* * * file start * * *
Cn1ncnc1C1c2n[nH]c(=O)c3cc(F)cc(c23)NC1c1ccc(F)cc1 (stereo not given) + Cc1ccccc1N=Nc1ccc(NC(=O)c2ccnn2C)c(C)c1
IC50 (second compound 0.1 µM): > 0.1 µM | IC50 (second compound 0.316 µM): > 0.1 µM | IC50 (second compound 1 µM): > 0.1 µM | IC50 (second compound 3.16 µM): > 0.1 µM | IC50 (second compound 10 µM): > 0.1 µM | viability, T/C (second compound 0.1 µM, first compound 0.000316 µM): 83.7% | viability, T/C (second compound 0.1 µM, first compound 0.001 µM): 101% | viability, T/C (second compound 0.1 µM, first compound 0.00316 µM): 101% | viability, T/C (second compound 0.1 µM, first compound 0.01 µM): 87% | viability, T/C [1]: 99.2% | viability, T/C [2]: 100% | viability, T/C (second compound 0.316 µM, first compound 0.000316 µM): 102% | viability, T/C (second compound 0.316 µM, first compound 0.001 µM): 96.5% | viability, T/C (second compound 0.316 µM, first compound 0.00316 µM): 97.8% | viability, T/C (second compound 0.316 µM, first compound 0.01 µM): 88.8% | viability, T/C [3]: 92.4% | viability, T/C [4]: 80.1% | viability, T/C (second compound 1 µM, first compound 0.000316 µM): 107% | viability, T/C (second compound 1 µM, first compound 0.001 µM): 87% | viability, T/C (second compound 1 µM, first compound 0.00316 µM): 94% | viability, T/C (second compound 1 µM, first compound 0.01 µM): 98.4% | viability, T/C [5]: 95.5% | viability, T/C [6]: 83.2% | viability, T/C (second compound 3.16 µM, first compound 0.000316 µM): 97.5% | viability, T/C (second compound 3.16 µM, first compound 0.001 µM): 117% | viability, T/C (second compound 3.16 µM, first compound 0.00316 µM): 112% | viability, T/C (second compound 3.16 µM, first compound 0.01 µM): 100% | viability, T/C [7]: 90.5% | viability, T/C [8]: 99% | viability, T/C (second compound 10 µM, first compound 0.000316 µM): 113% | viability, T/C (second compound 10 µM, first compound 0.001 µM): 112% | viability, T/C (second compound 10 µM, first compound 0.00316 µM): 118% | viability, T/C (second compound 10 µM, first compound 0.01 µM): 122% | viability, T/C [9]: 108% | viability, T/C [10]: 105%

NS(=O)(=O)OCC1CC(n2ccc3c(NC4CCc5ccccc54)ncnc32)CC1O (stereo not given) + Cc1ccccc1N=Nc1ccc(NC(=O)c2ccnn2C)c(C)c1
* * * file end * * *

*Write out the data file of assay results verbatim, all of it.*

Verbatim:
Cn1ncnc1C1c2n[nH]c(=O)c3cc(F)cc(c23)NC1c1ccc(F)cc1 (stereo not given) + Cc1ccccc1N=Nc1ccc(NC(=O)c2ccnn2C)c(C)c1
IC50 (second compound 0.1 µM): > 0.1 µM | IC50 (second compound 0.316 µM): > 0.1 µM | IC50 (second compound 1 µM): > 0.1 µM | IC50 (second compound 3.16 µM): > 0.1 µM | IC50 (second compound 10 µM): > 0.1 µM | viability, T/C (second compound 0.1 µM, first compound 0.000316 µM): 83.7% | viability, T/C (second compound 0.1 µM, first compound 0.001 µM): 101% | viability, T/C (second compound 0.1 µM, first compound 0.00316 µM): 101% | viability, T/C (second compound 0.1 µM, first compound 0.01 µM): 87% | viability, T/C [1]: 99.2% | viability, T/C [2]: 100% | viability, T/C (second compound 0.316 µM, first compound 0.000316 µM): 102% | viability, T/C (second compound 0.316 µM, first compound 0.001 µM): 96.5% | viability, T/C (second compound 0.316 µM, first compound 0.00316 µM): 97.8% | viability, T/C (second compound 0.316 µM, first compound 0.01 µM): 88.8% | viability, T/C [3]: 92.4% | viability, T/C [4]: 80.1% | viability, T/C (second compound 1 µM, first compound 0.000316 µM): 107% | viability, T/C (second compound 1 µM, first compound 0.001 µM): 87% | viability, T/C (second compound 1 µM, first compound 0.00316 µM): 94% | viability, T/C (second compound 1 µM, first compound 0.01 µM): 98.4% | viability, T/C [5]: 95.5% | viability, T/C [6]: 83.2% | viability, T/C (second compound 3.16 µM, first compound 0.000316 µM): 97.5% | viability, T/C (second compound 3.16 µM, first compound 0.001 µM): 117% | viability, T/C (second compound 3.16 µM, first compound 0.00316 µM): 112% | viability, T/C (second compound 3.16 µM, first compound 0.01 µM): 100% | viability, T/C [7]: 90.5% | viability, T/C [8]: 99% | viability, T/C (second compound 10 µM, first compound 0.000316 µM): 113% | viability, T/C (second compound 10 µM, first compound 0.001 µM): 112% | viability, T/C (second compound 10 µM, first compound 0.00316 µM): 118% | viability, T/C (second compound 10 µM, first compound 0.01 µM): 122% | viability, T/C [9]: 108% | viability, T/C [10]: 105%

NS(=O)(=O)OCC1CC(n2ccc3c(NC4CCc5ccccc54)ncnc32)CC1O (stereo not given) + Cc1ccccc1N=Nc1ccc(NC(=O)c2ccnn2C)c(C)c1